Norway is the world’s largest exporter of fish and seafood in terms of value after China. The country is however not only an impressive exporter but is also an avid consumer of fish and seafood products. Within Europe, it is only the Icelandics and the Portuguese who eat more seafood than the Norwegians. However, as in many countries, even those with a long tradition of eating seafood, consumption in Norway is declining. Seafood is associated with a number of health benefits both in children and adults. Falling fish consumption therefore can have repercussions on public health, so a number of initiatives backed by a network of public and private institutions have been put in place to reverse this trend.
Among these is the Norwegian Directorate of Health, a body with a mandate to improve the general level of health among Norwegians. A recent report from the directorate analyses developments in the Norwegian diet. What people eat is among the factors closely related to the risks of developing illnesses and of premature death and the directorate’s recommendations regarding diet, nutrition, and physical activity are intended to reduce these risks. The sustainability of a diet is also an aspect that is taken into consideration when making national recommendations today and a healthy diet, meaning one with a high content of fruit, vegetables, and whole grain products and a low content of red and processed meats, is generally more sustainable. The report finds that the development in Norwegian eating habits between 2008 and 2018 has been mixed. Sugar and milk consumption declined, that of vegetables increased, consumption of meat decreased slightly, while that of fish fell considerably. In 2018, Norwegians ate 2.6 times more meat than fish, a figure that was 2.2 in 2008.
Nutreco has announced a strategic partnership with two cell-based food companies BlueNalu, a seafood start-up and meat start-up Mosa Meat. These agreements strengthen Nutreco’s commitment to Feeding the Future with science-based innovations that advance sustainability across the value chain. The food and feed industry must meet the growing demand for high quality proteins driven by a population estimated to rise to almost 10 billion by 2050 but also by more prosperous consumers demanding more diversified diets.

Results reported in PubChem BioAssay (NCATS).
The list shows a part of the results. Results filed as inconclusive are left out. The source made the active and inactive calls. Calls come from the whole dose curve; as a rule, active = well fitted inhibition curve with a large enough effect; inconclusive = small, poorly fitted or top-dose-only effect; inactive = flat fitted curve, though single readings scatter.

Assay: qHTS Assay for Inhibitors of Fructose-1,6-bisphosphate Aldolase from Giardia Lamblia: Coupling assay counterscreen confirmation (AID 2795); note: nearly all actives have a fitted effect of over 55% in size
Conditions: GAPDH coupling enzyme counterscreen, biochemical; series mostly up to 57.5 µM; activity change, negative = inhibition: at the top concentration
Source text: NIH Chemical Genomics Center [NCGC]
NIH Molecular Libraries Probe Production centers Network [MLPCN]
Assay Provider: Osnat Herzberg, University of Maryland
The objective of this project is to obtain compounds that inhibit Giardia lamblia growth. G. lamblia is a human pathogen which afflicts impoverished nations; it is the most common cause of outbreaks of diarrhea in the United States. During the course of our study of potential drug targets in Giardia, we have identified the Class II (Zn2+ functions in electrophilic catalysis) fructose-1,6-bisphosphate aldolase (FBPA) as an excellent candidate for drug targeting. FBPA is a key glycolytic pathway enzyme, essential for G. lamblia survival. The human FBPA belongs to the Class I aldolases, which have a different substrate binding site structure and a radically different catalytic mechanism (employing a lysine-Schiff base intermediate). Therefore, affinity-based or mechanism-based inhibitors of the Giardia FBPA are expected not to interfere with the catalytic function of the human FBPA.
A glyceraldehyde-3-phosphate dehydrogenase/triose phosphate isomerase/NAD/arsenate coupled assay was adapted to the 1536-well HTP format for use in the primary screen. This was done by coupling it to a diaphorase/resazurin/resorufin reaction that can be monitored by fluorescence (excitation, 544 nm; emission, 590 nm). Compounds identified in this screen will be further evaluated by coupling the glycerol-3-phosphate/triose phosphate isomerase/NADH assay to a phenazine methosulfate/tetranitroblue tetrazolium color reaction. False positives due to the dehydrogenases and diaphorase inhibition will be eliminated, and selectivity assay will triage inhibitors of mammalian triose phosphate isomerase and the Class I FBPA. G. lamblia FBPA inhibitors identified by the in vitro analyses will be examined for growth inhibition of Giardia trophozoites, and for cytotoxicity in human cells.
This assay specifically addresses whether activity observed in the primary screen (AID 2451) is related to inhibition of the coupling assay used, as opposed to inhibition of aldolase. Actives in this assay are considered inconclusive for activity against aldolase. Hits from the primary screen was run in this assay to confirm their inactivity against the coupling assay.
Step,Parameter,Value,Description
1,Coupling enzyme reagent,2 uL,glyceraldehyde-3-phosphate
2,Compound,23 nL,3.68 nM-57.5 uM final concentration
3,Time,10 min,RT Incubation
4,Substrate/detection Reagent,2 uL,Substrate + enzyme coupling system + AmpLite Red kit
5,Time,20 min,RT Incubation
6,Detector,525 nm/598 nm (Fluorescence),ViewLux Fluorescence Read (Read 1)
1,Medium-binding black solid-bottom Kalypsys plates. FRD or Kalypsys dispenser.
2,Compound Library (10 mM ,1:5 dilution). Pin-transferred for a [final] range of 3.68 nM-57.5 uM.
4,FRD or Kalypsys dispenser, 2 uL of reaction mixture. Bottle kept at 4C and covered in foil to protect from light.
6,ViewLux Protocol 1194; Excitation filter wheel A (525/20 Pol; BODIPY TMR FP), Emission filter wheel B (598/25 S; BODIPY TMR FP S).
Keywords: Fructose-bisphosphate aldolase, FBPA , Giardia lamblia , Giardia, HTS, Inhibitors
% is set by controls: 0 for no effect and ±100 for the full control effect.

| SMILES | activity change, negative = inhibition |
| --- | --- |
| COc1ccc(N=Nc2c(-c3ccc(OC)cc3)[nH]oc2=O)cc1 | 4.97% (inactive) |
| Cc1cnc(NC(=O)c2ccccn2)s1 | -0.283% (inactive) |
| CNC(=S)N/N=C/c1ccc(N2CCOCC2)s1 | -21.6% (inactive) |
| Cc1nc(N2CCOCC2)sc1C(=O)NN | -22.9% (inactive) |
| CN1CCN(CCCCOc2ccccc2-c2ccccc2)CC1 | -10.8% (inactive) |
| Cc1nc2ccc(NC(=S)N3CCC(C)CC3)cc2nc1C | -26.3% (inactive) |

The government and seafood industry are collaborating to create a brand, Russian Fish, under which fish and seafood from Russia will be marketed around the world. The idea is to promote Russia’s resources and boost the industry’s competitiveness in part by highlighting the sustainability of Russian wild-caught fish. The campaign, which has been devised by Expo Solutions Group, the organiser of the Seafood Expo Russia event in St. Petersburg, will also promote the brand as an indicator of quality of fish products from Russia. The brand was presented at the China Fisheries and Seafood Expo at the end of October 2019 as China is the initial target market for Russian seafood sold under the brand. Campaigns in European countries and the USA will follow.
US President Donald Trump has decided to suspend trade preferences for Thailand's seafood industry following the country’s failure to improve worker rights amid allegations of the use of slave labour and trafficking among its migrant workforce. All Thai seafood products will lose their eligibility for duty-free imports under the US Generalized System of Preferences (GSP) programme, which is estimated to be worth USD 1.3 billion, according to Bloomberg News, due to longstanding workers’ rights issues in the seafood and shipping industries. The suspension will be implemented at the end of April 2020. Other items losing duty-free preferences include fruits and vegetables, garment products and electrical appliances.
China’s Agriculture and Rural Affairs Minister, Han Changfu confirmed that China has remained the world's largest exporter of aquatic products for 17 consecutive years with exports having exceeded 20 billion US dollars (18 billion EUR). More than 97 percent of products live up to standards according to a market monitoring report, the minister mentioned at a symposium according to ChinaDaily.